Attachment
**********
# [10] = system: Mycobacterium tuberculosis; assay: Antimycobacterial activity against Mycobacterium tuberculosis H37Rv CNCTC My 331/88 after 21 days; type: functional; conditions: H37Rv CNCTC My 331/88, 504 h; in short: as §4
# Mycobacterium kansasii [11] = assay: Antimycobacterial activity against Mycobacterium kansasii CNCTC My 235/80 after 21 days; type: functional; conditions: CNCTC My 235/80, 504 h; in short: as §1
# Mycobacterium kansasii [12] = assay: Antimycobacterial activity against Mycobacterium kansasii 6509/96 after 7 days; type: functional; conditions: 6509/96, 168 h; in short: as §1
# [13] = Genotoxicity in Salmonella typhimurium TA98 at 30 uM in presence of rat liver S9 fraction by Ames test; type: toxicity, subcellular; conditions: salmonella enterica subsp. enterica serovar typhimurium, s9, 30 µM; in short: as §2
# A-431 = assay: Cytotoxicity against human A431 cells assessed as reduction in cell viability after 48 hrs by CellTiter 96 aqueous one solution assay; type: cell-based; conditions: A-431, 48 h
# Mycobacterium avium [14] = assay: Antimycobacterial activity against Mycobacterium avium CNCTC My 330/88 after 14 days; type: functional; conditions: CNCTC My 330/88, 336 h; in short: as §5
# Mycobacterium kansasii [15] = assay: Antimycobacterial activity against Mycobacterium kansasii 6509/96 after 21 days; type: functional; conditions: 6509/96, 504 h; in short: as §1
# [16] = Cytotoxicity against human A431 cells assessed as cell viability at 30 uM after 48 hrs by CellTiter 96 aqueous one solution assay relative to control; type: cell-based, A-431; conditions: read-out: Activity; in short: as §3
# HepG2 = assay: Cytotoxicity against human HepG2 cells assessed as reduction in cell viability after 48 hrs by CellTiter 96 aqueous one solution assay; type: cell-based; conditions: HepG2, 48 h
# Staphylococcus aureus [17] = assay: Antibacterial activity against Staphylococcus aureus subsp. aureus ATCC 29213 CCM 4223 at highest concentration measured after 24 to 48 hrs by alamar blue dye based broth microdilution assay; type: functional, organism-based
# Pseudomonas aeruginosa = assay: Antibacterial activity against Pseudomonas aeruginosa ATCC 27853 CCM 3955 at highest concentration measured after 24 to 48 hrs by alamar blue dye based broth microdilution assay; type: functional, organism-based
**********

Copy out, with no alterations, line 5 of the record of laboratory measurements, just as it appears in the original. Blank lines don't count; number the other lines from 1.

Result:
# A-431 = assay: Cytotoxicity against human A431 cells assessed as reduction in cell viability after 48 hrs by CellTiter 96 aqueous one solution assay; type: cell-based; conditions: A-431, 48 h